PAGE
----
Approaches to Creativity – Unit #6

Community Project Proposal

Instructor Jenny Venn

Unit #6

April 9, 2015

Completed by Nicole Lamer

 

  1. Describe your community. You may be a part of many communities: church, school, neighborhood, youth groups, town, or social organizations.

Describe the community to which you are closest.

My community is a very eclectic one. The minute I moved to Lawrence, I immediately felt right at home. This town is a cultural melting pot, largely due to the university here. I like to think of this town as a meeting of the minds, with emphasis in education and learning. It also has a strong artistic base. Art is a binding agent that draws together people of all types. Additionally, the town of Lawrence is a liberal one. Many of the people here are widely accepting.

I am a part of a church community. I am part of a volunteer community. I am part of an advocacy and support community for disabled individuals. I am part of a parenting community. I am included and not judged. I am part of a community that thrives on acceptance, expression, and knowledge.

  1. What are the shared experiences and events in your community?

A majority of my time is spent with my church and volunteer community. We thrive on weekly connection and meet three or four times a week. My particular church and volunteer community aids homeless families by providing temporary housing, food, and jobs. My art community is also connected to my church. Projects are completed by individuals and brought together to complete larger series. I enjoy being included in this, as it interweaves all of my interests.

  1. What common goals do you and the people in the community share?

My volunteer and church communities work at providing assistance, in many forms, to homeless families. Our main goal is to maintain this involvement with an organization called Family Promise. We meet to serve and pray over families who, for a number of reasons, have nowhere to call home. I believe that this will be an ongoing, lifetime commitment that will never end.

  1. What stories in your community need to be told?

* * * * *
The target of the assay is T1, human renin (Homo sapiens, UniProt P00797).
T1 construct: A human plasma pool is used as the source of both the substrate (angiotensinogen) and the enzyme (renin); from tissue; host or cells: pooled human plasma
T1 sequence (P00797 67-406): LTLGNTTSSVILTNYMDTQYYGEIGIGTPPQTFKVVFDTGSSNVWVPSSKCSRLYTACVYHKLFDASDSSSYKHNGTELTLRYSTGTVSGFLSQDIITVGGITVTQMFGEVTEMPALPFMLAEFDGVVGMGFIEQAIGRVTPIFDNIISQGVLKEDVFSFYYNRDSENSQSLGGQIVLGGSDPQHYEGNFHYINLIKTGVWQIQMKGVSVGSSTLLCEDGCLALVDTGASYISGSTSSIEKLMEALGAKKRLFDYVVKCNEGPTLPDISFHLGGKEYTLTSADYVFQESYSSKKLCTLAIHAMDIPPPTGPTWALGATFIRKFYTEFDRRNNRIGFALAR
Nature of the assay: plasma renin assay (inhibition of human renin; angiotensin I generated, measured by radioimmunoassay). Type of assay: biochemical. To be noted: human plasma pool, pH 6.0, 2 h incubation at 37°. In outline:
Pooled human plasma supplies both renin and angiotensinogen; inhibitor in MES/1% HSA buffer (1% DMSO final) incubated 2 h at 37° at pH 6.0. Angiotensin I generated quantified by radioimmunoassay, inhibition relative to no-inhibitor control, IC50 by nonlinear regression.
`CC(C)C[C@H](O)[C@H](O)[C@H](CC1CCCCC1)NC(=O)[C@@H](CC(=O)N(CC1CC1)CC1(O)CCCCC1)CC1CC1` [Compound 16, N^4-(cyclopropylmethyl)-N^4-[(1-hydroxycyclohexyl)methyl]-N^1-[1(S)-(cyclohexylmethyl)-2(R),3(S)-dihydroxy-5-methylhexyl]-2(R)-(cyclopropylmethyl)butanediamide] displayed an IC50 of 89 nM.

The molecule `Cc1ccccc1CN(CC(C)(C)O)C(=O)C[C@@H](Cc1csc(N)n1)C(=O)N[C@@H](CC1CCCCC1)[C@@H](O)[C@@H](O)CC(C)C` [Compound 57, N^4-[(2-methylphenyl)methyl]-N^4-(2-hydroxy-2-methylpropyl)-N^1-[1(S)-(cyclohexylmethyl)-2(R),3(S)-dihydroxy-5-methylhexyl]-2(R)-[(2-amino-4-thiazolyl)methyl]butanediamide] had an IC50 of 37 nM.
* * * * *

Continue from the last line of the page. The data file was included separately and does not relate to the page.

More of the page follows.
My community has a large percentage of homeless individuals, but more specifically, a large portion of homeless families struggling to get back on their feet. Lawrence is one of the most expensive cities to live in within Kansas. This is mostly due to the student housing market, but anywhere else, a family could find a home that suits them at $500 to $1000 a month. Here, the cost of renting is doubled, making the average rent payment around $1600. I don’t think my community realizes the struggle of the lower to middle-class individuals and families that aren’t here to attend college.

  1. How might individual, group, and community stories be told through art work? What type of community art project can you propose to tell said stories?

I believe that artwork is a powerful tool and those in my community already realize the importance of art. Similar to the posters done by Hugh Merrill, I think photographing the families and doing a “Faces of the Homeless: Family Edition,” would be so awesome. For the sake of originality, however, my own proposed project would be to have the families with and without homes make collages. The collages would define the families and what is important to them. The collages would have a photo (or photos) of the family members. With a large variety of families participating, I think the collages should be displayed so the community can view the collages. With that said, the viewer will not be directly told which families are homeless, but a statement along the lines of, “Out of all 10 (or 20 or 30) families, half of them are homeless.” I think that showing the community all of the families that contribute and are included, but depicting how we all have the same goals, hopes, wants, desires, passions, etc, is important. I think that too many people assume that, “Well, they’re homeless. They must be on drugs,” or, “They’re homeless. They must not know how to manage their finances.” I think the world needs to see that, homeless or not, we all hope for the same things. Being homeless doesn’t make you less intelligent or less driven or less important. We’re all just doing the best with what we have.